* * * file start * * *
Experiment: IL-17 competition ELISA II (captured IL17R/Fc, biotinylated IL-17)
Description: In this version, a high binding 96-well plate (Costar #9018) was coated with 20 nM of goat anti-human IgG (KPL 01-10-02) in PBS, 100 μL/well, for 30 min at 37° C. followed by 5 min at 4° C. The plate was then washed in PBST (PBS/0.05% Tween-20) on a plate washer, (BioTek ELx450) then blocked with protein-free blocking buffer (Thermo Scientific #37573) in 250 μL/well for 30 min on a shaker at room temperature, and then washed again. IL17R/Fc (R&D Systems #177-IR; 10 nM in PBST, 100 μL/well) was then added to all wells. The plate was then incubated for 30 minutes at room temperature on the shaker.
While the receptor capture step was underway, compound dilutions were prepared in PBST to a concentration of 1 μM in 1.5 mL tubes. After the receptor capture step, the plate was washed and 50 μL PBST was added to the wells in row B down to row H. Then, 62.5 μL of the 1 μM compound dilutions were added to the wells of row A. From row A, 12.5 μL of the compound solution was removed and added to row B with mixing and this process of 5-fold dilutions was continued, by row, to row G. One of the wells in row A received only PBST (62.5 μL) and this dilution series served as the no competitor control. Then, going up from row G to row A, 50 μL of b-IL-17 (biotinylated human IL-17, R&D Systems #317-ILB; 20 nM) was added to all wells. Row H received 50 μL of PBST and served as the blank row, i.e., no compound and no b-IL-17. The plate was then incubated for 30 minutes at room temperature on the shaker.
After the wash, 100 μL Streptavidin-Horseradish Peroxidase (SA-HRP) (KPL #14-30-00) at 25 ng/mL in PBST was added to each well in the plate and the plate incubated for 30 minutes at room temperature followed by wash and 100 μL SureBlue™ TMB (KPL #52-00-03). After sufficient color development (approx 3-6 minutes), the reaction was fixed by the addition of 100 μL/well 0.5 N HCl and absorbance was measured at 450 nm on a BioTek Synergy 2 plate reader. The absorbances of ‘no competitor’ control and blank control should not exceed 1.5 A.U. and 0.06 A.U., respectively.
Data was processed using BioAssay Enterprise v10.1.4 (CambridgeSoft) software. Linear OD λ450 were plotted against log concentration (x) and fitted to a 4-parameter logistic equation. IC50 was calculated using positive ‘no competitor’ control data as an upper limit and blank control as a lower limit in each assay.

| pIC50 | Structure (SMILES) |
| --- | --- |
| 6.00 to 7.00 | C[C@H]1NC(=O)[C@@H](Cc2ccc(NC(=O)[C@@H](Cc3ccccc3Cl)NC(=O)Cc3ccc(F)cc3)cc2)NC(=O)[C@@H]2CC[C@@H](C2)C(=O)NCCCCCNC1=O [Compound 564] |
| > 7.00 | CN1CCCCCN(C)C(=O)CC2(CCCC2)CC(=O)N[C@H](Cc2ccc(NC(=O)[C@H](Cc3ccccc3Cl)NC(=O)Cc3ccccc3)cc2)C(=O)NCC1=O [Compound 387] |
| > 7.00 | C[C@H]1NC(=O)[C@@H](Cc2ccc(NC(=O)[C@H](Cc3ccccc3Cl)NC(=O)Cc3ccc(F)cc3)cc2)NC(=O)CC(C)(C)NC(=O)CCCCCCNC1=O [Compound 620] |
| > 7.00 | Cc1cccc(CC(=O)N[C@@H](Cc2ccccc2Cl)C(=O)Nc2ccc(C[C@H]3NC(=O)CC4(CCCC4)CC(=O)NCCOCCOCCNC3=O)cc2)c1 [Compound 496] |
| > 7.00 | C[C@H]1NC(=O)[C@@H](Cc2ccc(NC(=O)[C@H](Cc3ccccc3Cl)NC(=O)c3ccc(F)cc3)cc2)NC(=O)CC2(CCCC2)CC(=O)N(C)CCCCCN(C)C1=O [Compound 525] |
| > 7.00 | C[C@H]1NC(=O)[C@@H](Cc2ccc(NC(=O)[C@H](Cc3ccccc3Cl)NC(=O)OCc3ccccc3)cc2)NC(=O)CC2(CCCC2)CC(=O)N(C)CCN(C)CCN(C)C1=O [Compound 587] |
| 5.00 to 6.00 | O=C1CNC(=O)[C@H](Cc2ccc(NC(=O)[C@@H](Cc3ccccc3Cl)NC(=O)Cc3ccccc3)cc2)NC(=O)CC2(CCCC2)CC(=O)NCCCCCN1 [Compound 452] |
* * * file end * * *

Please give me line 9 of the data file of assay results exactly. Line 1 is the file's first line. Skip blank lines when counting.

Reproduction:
| > 7.00 | CN1CCCCCN(C)C(=O)CC2(CCCC2)CC(=O)N[C@H](Cc2ccc(NC(=O)[C@H](Cc3ccccc3Cl)NC(=O)Cc3ccccc3)cc2)C(=O)NCC1=O [Compound 387] |